But that’s what it is,” said Pooh, said he.
“That’s what it is,” said Pooh.”Let’s look for dragons,” I said to Pooh.
“Yes, let’s,” said Pooh to Me.
We crossed the river and found a few-
“Yes, those are dragons all right,” said Pooh.
“As soon as I saw their beaks I knew.
That’s what they are,” said Pooh, said he.
“That’s what they are,” said Pooh.

“Let’s frighten the dragons,” I said to Pooh.
“That’s right,” said Pooh to Me.
“I’m not afraid,” I said to Pooh,
And I held his paw and I shouted “Shoo!
Silly old dragons!”- and off they flew.

“I wasn’t afraid,” said Pooh, said he,
“I’m never afraid with you.”

So wherever I am, there’s always Pooh,
There’s always Pooh and Me.
“What would I do?” I said to Pooh,
“If it wasn’t for you,” and Pooh said: “True,
It isn’t much fun for One, but Two,
Can stick together, says Pooh, says he. “That’s how it is,” says Pooh.

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Section One-Of Mice and Men (Homework Questions -Due 7th March)

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1) What do Steinbeck’s first descriptions of George and Lennie tell us about the characters? Is there anything which he writes about Lennie which leads us to believe that he has the mind of a child?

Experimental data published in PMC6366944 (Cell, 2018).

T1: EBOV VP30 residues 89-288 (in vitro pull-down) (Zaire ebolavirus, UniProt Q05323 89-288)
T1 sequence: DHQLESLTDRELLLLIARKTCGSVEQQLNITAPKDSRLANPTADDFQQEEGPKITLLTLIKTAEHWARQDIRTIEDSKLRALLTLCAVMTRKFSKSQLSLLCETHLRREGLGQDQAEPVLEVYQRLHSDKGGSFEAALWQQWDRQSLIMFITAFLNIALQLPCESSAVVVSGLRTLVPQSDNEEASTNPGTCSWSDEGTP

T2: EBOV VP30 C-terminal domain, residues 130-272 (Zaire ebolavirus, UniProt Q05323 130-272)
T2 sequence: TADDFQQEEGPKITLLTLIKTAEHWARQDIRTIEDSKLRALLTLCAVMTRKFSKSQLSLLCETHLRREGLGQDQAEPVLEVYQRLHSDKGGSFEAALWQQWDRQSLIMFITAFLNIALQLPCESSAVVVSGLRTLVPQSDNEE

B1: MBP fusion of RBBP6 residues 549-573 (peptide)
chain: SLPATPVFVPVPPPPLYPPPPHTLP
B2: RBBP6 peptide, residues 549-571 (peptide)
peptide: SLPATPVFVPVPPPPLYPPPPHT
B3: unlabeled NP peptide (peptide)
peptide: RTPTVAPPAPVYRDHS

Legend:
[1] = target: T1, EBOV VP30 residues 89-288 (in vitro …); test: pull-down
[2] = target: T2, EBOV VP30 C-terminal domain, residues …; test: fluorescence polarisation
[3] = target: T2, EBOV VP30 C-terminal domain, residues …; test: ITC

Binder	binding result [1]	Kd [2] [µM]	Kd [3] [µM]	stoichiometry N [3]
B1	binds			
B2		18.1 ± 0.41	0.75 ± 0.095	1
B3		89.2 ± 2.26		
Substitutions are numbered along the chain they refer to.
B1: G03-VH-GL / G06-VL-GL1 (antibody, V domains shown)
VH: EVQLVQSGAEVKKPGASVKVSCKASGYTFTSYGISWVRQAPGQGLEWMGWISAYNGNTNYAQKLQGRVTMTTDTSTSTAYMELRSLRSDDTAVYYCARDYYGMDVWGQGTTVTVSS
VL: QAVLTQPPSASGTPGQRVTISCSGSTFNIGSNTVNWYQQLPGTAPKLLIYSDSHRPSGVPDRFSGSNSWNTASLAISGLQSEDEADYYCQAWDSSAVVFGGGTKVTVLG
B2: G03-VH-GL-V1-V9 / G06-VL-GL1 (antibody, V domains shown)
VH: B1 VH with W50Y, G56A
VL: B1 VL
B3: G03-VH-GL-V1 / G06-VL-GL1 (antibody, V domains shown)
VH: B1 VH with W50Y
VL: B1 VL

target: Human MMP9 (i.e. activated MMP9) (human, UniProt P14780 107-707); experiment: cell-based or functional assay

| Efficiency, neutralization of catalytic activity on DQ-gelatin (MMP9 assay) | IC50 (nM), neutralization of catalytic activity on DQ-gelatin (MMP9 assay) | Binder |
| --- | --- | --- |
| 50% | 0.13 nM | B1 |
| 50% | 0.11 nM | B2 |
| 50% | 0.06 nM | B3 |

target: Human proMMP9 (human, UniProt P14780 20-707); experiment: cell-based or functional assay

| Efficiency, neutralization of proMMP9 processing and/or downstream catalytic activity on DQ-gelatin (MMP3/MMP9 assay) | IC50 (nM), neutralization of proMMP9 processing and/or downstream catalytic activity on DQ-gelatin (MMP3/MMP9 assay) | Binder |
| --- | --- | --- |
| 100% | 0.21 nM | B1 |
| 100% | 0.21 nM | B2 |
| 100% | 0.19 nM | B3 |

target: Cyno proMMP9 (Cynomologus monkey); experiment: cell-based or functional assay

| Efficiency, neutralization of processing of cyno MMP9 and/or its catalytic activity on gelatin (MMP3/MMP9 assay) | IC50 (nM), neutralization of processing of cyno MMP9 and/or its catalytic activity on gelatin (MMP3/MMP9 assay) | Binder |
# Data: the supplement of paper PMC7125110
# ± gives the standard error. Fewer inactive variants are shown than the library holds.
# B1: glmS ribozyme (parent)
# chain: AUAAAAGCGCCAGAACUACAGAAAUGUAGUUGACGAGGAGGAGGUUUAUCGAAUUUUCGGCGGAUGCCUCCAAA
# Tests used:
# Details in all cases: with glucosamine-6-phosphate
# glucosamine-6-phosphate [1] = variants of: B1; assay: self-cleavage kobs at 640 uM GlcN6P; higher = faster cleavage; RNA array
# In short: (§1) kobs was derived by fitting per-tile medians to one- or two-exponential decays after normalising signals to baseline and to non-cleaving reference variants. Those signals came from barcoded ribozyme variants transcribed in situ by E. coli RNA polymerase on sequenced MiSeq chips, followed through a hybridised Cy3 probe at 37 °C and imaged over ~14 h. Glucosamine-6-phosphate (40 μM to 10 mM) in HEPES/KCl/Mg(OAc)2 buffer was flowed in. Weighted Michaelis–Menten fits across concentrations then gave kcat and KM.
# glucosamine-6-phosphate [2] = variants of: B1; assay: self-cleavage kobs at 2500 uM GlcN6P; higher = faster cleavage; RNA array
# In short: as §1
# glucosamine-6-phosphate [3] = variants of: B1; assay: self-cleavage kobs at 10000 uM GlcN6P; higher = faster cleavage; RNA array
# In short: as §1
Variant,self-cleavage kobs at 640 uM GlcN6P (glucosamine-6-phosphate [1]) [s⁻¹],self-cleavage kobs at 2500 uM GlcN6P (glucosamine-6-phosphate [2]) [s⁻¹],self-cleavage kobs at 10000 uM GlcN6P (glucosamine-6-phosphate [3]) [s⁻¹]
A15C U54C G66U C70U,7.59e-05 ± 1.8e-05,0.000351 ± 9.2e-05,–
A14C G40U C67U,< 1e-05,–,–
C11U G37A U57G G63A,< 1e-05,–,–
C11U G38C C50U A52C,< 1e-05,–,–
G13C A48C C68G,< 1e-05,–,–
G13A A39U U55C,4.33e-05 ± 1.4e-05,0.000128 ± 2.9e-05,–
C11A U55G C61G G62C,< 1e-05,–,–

2) What hints are there in the opening dialogue (conversation) between George and Lennie tell us about the nature of their relationship?

3) What  is the significance of the dead mouse in terms of what it might say about Lennie?

4) George appears to get easily annoyed with Lennie. Do you think that George is being honest when he states that he would be better off without Lennie?

5) What do you think George asks Lennie to familiarise himself with the location of the clearing where they spend the night?

Posted in Novel | 16 Comments

‘Summer Farm’ -Sand Animations

Below are some clever sand animations based on Vivaldi’s Four Seasons. My class was lucky to have been looking at Norman MacCraig’s Summer Farm on the first day of Spring. We were working on creating our own versions of Autumn Farm based on MacCraig’s poem and I remembered Vivaldi’s Four Seasons, and came across these wonderful animations!

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The Hunting Snake by Judith Wright (ESL differentiated task)

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In the poem ‘The Snake Hunter’ Judith Wright describes the reactions of the travelers in the line ‘_________________________________________________________________’ . ‘Froze’ suggests that the both the speaker of the poem and the person/s accompanying her __________________________ because __________________________________________________________. ‘Reeling’ to describe … Continue reading

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Writing the Introduction for The Incredibles essay

Writing an Introduction

Below is the template we used in class to ensure that we are addressing the question (see assignment) and that we are also introducing other points relating to identity and so on. The main aim is to somehow get your five points that you are going to discuss in the intro. When you have finished writing it, ask yourself